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THOMAS v. GAIN.
natter of Haven, 30 frontaproveme
namely, whether the particular burden which it is proposed to levy is or is not a tax in the meaning of that term as it is employed in the Constitution, in making provision that taxes shall be laid by the value of property. If it is a tax in the ordinary sense it must be assessed by value ; if it is not a tax in that sense it must be apportioned on some other basis. But it does not follow that it may be apportioned on any basis whatsoever which the legislature may see fit to prescribe.
It has been decided in this state that an assessment of paving and similar taxes may constitutionally be made in proportion to the frontage of lots along the improvement. Williams v. Detroit, 2 Mich. 560; Motz v. Detroit, 18 Mich. 495; Hoyt v. East Saginaw, 19 Mich. 39. The idea that underlies statutes for this purpose is, that the benefit to the abutting lots is generally in proportion to the length of their respective front, and that as a rule this principle of apportionment is more just than any other. There is a basis of truth to this idea, and it is so generally accepted that assessments for street improvements are perhaps now more generally apportioned by the frontage than by any other standard. In Warner v. Grand Haven, 30 Mich. 24, it was held that the court could not say, as matter of law, that an assessment for a sewer, estimated by the foot front of abutting lots, was not laid in proportion to actual or probable benefits. In Brown y. Springfield, 97 Mass. 152, an assessment of benefits by the value of the lands exclusive of buildings was sustained. In several cases it has been decided that in assessing benefits the future probable advantages may be considered, as may, also, the incidental benefits equally with those which the land receives directly. See Loady v. Wilson, 3 Ad. & El. 247; Hammersmith Bridge Co. v. Overseers of Hammersmith, L. R. 6 Q. B. 230.
But it is generally agreed that an assessment levied without regard to actual or probable benefits is unlawful, as constituting an attempt to appropriate private property to public uses. This idea is strongly stated in Lodi Water Co. v. Costar, 18 N. J. (Eq.) 519, which has often been cited with approval in other cases. It is admitted that the legislature may prescribe the rule for the apportionment of benefits, but it is not conceded that its power in this regard is unlimited. The rule must at least be one which, it is legally possible, may be just and equal as between the parties assessed. If it is not conceivable that the rule prescribed is one which will apportion the burden justly, or with such proximate justice as is usually attainable in tax cases, it must fall to the ground, like any other merely arbitrary action which is supported by no principle.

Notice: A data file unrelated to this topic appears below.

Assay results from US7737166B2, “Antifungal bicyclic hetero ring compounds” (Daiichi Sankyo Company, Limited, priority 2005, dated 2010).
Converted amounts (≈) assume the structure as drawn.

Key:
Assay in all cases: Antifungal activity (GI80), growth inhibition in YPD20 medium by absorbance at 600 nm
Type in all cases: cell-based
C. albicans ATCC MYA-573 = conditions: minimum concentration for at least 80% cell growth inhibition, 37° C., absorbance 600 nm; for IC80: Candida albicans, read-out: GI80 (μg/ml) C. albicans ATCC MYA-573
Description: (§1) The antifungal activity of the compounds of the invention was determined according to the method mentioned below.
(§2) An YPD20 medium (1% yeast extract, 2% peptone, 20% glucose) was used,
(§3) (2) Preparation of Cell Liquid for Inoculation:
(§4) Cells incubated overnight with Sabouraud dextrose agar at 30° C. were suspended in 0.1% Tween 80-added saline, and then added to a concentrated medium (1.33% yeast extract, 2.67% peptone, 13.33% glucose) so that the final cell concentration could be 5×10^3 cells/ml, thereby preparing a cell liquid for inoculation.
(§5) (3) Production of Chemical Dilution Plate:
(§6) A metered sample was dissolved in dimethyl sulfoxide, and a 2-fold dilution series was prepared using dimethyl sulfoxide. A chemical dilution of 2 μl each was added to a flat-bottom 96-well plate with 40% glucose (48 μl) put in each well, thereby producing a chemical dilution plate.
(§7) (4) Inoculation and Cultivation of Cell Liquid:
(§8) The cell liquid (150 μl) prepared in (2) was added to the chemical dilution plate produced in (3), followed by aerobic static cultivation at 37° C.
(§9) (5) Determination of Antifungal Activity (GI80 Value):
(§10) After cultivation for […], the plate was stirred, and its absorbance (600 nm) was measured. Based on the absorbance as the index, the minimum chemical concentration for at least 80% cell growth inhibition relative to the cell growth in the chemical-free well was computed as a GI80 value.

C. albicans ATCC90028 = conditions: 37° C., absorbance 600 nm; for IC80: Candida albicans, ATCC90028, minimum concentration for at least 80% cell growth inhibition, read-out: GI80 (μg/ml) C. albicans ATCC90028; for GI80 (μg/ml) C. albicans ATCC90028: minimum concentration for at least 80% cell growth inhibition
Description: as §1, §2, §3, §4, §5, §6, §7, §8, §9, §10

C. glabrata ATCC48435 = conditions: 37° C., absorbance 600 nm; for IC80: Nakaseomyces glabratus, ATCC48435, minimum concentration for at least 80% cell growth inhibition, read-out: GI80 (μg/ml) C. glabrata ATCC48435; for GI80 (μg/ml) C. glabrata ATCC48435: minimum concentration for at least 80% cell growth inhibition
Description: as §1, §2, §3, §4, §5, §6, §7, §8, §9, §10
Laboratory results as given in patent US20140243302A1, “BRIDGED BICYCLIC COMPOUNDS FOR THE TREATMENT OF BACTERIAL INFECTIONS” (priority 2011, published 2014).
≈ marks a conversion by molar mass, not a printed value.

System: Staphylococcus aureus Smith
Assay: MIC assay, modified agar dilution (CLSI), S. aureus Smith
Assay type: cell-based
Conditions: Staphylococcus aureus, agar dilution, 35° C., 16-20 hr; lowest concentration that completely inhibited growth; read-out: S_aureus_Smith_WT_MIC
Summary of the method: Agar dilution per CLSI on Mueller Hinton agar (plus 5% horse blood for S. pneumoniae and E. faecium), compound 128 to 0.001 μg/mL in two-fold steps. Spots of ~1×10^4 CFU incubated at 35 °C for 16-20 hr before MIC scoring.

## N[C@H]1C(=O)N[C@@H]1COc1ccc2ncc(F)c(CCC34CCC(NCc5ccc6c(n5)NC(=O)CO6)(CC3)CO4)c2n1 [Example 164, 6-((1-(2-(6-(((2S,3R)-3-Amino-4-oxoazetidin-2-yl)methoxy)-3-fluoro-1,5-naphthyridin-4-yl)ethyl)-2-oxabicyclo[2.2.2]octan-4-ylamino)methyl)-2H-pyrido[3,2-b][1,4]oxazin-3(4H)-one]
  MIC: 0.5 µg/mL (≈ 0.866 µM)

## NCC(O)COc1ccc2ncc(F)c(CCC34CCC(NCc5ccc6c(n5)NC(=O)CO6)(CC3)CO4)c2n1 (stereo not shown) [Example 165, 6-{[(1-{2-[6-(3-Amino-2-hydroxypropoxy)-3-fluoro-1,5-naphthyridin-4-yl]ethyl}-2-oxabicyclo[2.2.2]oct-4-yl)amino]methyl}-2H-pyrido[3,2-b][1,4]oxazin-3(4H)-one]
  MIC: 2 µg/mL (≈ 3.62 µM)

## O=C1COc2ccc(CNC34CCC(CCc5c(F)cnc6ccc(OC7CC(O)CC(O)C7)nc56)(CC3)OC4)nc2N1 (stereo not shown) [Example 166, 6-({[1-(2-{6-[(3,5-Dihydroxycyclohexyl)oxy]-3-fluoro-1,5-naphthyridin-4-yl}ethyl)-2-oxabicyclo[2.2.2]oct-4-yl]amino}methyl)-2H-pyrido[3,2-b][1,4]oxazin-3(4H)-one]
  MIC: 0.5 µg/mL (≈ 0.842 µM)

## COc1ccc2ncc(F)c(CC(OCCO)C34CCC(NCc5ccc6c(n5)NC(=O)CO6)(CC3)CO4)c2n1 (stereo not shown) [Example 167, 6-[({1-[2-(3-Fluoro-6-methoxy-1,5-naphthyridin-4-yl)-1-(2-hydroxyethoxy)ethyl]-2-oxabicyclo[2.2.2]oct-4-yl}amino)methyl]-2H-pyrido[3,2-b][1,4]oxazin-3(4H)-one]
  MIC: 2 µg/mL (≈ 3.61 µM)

The only discretion which the act in question allows to the common council as an assessing board is in determining what lots and lands are benefited by the improvement. When that determination is made the rule of apportionment is fixed, and it must be made according to the area. It is not required that the lands shall lie contiguous to each other, or that the benefits to be taken into the account shall be only the direct benefits to the land. We find nothing in the act to preclude the taxation of lots remote from the sewer if their market value, actual or speculative, is increased by means of it. While this increase of value might be a reason for general taxation for sewer purposes, it is manifest that it could
THOMAS v. Gain.
not possibly warrant an apportionment by superficial area, since that, under no circumstances, could be just unless limited to lands directly and peculiarly benefited. But this act makes no provision by which parties assessed may of right drain into the sewer so as to be enabled to reap the benefits they ought to derive from the expenditure. It makes no distinction between property actually occupied or capable of being occupied for city purposes, and that of an agricultural nature, of which there must be some within the city limits, upon which such a burden would fall with great severity and injustice. Nor does it confine the assessment to lands upon the street in which the sewer is laid; and in the assessment before us lots on a parallel street are assessed. These lots, it is to be assumed, will be assessed again if a sewer is constructed in the street on which they front, and there is nothing in the act or in the nature of things to prevent a lot being assessed several different times in different districts, as often as a sewer is constructed which, in the opinion of the common council, is productive of benefit to the neighborhood. This might not be unjust if each assessment was laid upon an estimate of actual benefits; but when it is levied by an arbitrary standard which requires the burden to be laid upon lands far from the sewer and only slightly benefited, equally with those fronting upon it and greatly benefited, it is manifest that it must not only work injustice, but that in some cases it may amount to actual confiscation. It is not, therefore, legally possible that such an apportionment of the costs of sewers can be just, or equal, or in proportion to benefits. And when injustice must result from its adoption, we have no alternative but to reject the assessment as an unlawful exaction. It is an assessment made in entire disregard of the principle upon which special assessments can alone be sustained: The principle, namely, that 66 Those who enjoy the benefits shall equally bear the burden.” Shaw, Ch. J., in Wright v. Boston, 9 Cush. 233, 241. See Matter of Washington Avenue, 99 Penn. St. 360 ; Patterson v. Society, fc. 24 N. J. 400.